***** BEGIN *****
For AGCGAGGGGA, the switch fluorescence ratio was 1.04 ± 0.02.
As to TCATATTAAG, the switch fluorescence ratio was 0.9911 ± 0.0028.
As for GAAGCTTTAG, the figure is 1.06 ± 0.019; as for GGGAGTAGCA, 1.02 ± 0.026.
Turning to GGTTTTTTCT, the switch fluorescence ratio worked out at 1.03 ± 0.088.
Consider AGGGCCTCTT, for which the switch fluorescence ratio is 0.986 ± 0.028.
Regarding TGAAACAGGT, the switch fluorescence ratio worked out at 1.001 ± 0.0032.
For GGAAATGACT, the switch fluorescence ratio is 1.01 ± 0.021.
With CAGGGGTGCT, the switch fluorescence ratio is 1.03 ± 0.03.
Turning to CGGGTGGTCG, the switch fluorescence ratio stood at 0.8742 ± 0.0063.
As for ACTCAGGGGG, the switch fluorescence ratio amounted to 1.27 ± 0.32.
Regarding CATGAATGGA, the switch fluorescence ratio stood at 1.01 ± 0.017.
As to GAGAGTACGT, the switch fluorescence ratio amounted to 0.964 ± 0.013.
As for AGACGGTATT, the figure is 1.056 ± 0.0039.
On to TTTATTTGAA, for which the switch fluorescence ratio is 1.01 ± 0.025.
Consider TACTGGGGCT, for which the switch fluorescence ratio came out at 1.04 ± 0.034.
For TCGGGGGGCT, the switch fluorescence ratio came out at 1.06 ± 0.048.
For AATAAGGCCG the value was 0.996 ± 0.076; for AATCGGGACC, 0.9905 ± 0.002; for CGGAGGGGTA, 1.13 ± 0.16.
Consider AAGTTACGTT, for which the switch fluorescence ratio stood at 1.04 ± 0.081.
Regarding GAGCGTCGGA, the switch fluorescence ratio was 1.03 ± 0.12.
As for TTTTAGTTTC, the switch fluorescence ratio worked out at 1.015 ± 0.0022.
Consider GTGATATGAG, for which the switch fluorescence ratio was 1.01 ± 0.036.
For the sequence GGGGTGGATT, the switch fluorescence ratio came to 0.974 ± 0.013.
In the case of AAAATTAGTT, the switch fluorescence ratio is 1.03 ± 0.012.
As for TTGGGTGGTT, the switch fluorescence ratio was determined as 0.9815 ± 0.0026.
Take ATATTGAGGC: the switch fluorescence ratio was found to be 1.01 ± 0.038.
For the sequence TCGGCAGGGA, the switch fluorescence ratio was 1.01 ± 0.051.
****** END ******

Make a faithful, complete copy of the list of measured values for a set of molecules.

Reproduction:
For AGCGAGGGGA, the switch fluorescence ratio was 1.04 ± 0.02.
As to TCATATTAAG, the switch fluorescence ratio was 0.9911 ± 0.0028.
As for GAAGCTTTAG, the figure is 1.06 ± 0.019; as for GGGAGTAGCA, 1.02 ± 0.026.
Turning to GGTTTTTTCT, the switch fluorescence ratio worked out at 1.03 ± 0.088.
Consider AGGGCCTCTT, for which the switch fluorescence ratio is 0.986 ± 0.028.
Regarding TGAAACAGGT, the switch fluorescence ratio worked out at 1.001 ± 0.0032.
For GGAAATGACT, the switch fluorescence ratio is 1.01 ± 0.021.
With CAGGGGTGCT, the switch fluorescence ratio is 1.03 ± 0.03.
Turning to CGGGTGGTCG, the switch fluorescence ratio stood at 0.8742 ± 0.0063.
As for ACTCAGGGGG, the switch fluorescence ratio amounted to 1.27 ± 0.32.
Regarding CATGAATGGA, the switch fluorescence ratio stood at 1.01 ± 0.017.
As to GAGAGTACGT, the switch fluorescence ratio amounted to 0.964 ± 0.013.
As for AGACGGTATT, the figure is 1.056 ± 0.0039.
On to TTTATTTGAA, for which the switch fluorescence ratio is 1.01 ± 0.025.
Consider TACTGGGGCT, for which the switch fluorescence ratio came out at 1.04 ± 0.034.
For TCGGGGGGCT, the switch fluorescence ratio came out at 1.06 ± 0.048.
For AATAAGGCCG the value was 0.996 ± 0.076; for AATCGGGACC, 0.9905 ± 0.002; for CGGAGGGGTA, 1.13 ± 0.16.
Consider AAGTTACGTT, for which the switch fluorescence ratio stood at 1.04 ± 0.081.
Regarding GAGCGTCGGA, the switch fluorescence ratio was 1.03 ± 0.12.
As for TTTTAGTTTC, the switch fluorescence ratio worked out at 1.015 ± 0.0022.
Consider GTGATATGAG, for which the switch fluorescence ratio was 1.01 ± 0.036.
For the sequence GGGGTGGATT, the switch fluorescence ratio came to 0.974 ± 0.013.
In the case of AAAATTAGTT, the switch fluorescence ratio is 1.03 ± 0.012.
As for TTGGGTGGTT, the switch fluorescence ratio was determined as 0.9815 ± 0.0026.
Take ATATTGAGGC: the switch fluorescence ratio was found to be 1.01 ± 0.038.
For the sequence TCGGCAGGGA, the switch fluorescence ratio was 1.01 ± 0.051.